Parental imprinting is an epigenetic phenomenon in which genes are expressed exclusively from only one of the parental alleles in a mono-allelic fashion. This form of regulation is determined in the germ-line, where differential DNA methylation marks originating in the sperm and oocyte are maintained throughout fertilization, resulting in parent-specific Differentially Methylated Regions (DMRs). In this classic epigenetic paradigm, DNA methylation is essential for maintaining the monoallelic expression of imprinted genes. Furthermore, hypermethylation or demethylation of parent-specific DMRs result in gene dosage effects of the respective imprinted genes, in a highly predictive manner. Early work in the field demonstrated that proper maintenance of parent-specific methylation marks following fertilization is essential for normal development, and that stochastic loss-of-imprinting in somatic cells may contribute to tumor progression and disease phenotypes. These observations led to the prevailing hypothesis that parent-specific DNA methylation marks are passively maintained during development and in adult tissues, thus conforming to the overall static methylation landscape of somatic cells.
Yet our recent work has demonstrated the existence of striking dynamics in parent-specific methylation, resulting in highly reproducible tissue- and cell type-specific patterns in embryos, as well as in adult mice. Intriguingly, our study revealed methylation changes to be dynamic also in the adult brain, potentially contributing to cellular epigenetic heterogeneity over time, with implications for aging. Taken together, our findings challenge the current dogma, supporting a dynamic role of DNA methylation in regulating imprinted DMRs during development. We therefore hypothesize that modulating imprinted gene dosage, via epigenetic regulation, may play a major role in normal development.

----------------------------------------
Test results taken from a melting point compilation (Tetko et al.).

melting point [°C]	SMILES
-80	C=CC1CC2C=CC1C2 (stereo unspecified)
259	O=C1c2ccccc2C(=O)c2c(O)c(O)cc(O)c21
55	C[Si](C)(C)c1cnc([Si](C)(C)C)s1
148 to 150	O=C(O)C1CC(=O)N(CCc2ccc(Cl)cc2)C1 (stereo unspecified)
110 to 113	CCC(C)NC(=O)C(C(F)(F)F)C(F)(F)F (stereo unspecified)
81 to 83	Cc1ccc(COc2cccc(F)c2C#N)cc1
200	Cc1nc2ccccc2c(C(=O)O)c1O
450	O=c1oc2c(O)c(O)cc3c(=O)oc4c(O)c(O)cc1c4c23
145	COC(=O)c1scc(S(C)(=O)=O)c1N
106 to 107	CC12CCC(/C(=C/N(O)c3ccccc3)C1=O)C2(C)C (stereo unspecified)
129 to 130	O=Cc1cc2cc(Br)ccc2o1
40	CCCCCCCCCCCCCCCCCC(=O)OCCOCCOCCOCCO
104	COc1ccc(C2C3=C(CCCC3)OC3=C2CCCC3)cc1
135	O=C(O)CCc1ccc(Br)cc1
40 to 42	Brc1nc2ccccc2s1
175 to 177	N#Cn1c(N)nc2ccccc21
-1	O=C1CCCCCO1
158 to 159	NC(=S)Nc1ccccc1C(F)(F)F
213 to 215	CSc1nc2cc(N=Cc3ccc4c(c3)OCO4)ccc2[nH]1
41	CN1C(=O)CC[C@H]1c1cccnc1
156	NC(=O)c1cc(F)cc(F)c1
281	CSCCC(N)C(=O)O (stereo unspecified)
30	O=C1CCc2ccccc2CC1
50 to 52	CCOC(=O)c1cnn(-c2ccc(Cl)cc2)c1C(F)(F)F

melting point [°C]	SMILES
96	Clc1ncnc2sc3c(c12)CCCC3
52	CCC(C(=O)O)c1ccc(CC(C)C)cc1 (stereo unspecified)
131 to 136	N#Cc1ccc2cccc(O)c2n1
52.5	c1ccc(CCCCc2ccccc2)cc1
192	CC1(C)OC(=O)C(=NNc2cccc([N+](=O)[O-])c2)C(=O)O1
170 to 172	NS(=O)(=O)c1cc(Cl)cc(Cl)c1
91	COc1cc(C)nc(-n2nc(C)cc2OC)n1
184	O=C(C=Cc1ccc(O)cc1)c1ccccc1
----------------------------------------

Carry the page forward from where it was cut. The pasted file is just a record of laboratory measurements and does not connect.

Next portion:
Our lab research focuses on establishing in-vitro and transgenic mouse models to functionally dissect the relationship between DNA methylation changes and parent-of-origin gene regulation during early embryonic development, gametogenesis and in the adult. Another area of active research is studying the contribution of misregulation of DNA methylation at imprinted regions to disease and transformation.